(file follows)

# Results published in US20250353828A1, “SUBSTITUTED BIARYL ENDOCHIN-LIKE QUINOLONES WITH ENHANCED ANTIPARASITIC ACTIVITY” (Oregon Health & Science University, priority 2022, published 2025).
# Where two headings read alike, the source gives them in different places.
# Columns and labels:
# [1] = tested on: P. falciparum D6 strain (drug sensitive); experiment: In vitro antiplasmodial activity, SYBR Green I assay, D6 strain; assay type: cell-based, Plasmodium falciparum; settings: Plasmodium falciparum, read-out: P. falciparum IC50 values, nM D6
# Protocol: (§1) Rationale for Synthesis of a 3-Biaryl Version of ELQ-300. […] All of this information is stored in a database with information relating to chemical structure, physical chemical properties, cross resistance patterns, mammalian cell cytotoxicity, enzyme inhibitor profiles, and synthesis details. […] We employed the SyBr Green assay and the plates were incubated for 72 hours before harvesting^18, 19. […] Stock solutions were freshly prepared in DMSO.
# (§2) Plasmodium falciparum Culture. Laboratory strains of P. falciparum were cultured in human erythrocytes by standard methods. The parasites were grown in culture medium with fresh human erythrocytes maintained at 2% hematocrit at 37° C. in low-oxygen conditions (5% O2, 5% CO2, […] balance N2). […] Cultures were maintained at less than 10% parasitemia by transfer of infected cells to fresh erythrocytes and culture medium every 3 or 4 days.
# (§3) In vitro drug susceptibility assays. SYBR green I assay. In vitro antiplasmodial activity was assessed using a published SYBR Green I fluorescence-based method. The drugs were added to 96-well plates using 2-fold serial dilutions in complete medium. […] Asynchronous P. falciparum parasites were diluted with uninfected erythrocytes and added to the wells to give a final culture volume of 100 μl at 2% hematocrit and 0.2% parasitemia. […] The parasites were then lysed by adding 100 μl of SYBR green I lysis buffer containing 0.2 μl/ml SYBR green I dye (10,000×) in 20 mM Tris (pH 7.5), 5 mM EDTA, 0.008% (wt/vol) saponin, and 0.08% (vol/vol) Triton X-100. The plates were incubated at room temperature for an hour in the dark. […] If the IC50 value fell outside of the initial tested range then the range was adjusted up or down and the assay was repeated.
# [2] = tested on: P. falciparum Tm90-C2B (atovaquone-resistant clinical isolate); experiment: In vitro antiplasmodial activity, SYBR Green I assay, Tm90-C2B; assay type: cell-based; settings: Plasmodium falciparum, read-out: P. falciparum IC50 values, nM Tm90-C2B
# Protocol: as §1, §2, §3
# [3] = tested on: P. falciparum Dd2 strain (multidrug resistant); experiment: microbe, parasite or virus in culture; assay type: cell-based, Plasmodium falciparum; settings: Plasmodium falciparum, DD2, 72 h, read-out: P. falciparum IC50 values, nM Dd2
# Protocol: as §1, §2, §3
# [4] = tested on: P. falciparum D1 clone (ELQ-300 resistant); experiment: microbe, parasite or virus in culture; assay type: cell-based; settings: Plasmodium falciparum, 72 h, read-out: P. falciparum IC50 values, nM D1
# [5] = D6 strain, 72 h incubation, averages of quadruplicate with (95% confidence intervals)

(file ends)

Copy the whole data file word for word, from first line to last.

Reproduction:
# Results published in US20250353828A1, “SUBSTITUTED BIARYL ENDOCHIN-LIKE QUINOLONES WITH ENHANCED ANTIPARASITIC ACTIVITY” (Oregon Health & Science University, priority 2022, published 2025).
# Where two headings read alike, the source gives them in different places.
# Columns and labels:
# [1] = tested on: P. falciparum D6 strain (drug sensitive); experiment: In vitro antiplasmodial activity, SYBR Green I assay, D6 strain; assay type: cell-based, Plasmodium falciparum; settings: Plasmodium falciparum, read-out: P. falciparum IC50 values, nM D6
# Protocol: (§1) Rationale for Synthesis of a 3-Biaryl Version of ELQ-300. […] All of this information is stored in a database with information relating to chemical structure, physical chemical properties, cross resistance patterns, mammalian cell cytotoxicity, enzyme inhibitor profiles, and synthesis details. […] We employed the SyBr Green assay and the plates were incubated for 72 hours before harvesting^18, 19. […] Stock solutions were freshly prepared in DMSO.
# (§2) Plasmodium falciparum Culture. Laboratory strains of P. falciparum were cultured in human erythrocytes by standard methods. The parasites were grown in culture medium with fresh human erythrocytes maintained at 2% hematocrit at 37° C. in low-oxygen conditions (5% O2, 5% CO2, […] balance N2). […] Cultures were maintained at less than 10% parasitemia by transfer of infected cells to fresh erythrocytes and culture medium every 3 or 4 days.
# (§3) In vitro drug susceptibility assays. SYBR green I assay. In vitro antiplasmodial activity was assessed using a published SYBR Green I fluorescence-based method. The drugs were added to 96-well plates using 2-fold serial dilutions in complete medium. […] Asynchronous P. falciparum parasites were diluted with uninfected erythrocytes and added to the wells to give a final culture volume of 100 μl at 2% hematocrit and 0.2% parasitemia. […] The parasites were then lysed by adding 100 μl of SYBR green I lysis buffer containing 0.2 μl/ml SYBR green I dye (10,000×) in 20 mM Tris (pH 7.5), 5 mM EDTA, 0.008% (wt/vol) saponin, and 0.08% (vol/vol) Triton X-100. The plates were incubated at room temperature for an hour in the dark. […] If the IC50 value fell outside of the initial tested range then the range was adjusted up or down and the assay was repeated.
# [2] = tested on: P. falciparum Tm90-C2B (atovaquone-resistant clinical isolate); experiment: In vitro antiplasmodial activity, SYBR Green I assay, Tm90-C2B; assay type: cell-based; settings: Plasmodium falciparum, read-out: P. falciparum IC50 values, nM Tm90-C2B
# Protocol: as §1, §2, §3
# [3] = tested on: P. falciparum Dd2 strain (multidrug resistant); experiment: microbe, parasite or virus in culture; assay type: cell-based, Plasmodium falciparum; settings: Plasmodium falciparum, DD2, 72 h, read-out: P. falciparum IC50 values, nM Dd2
# Protocol: as §1, §2, §3
# [4] = tested on: P. falciparum D1 clone (ELQ-300 resistant); experiment: microbe, parasite or virus in culture; assay type: cell-based; settings: Plasmodium falciparum, 72 h, read-out: P. falciparum IC50 values, nM D1
# [5] = D6 strain, 72 h incubation, averages of quadruplicate with (95% confidence intervals)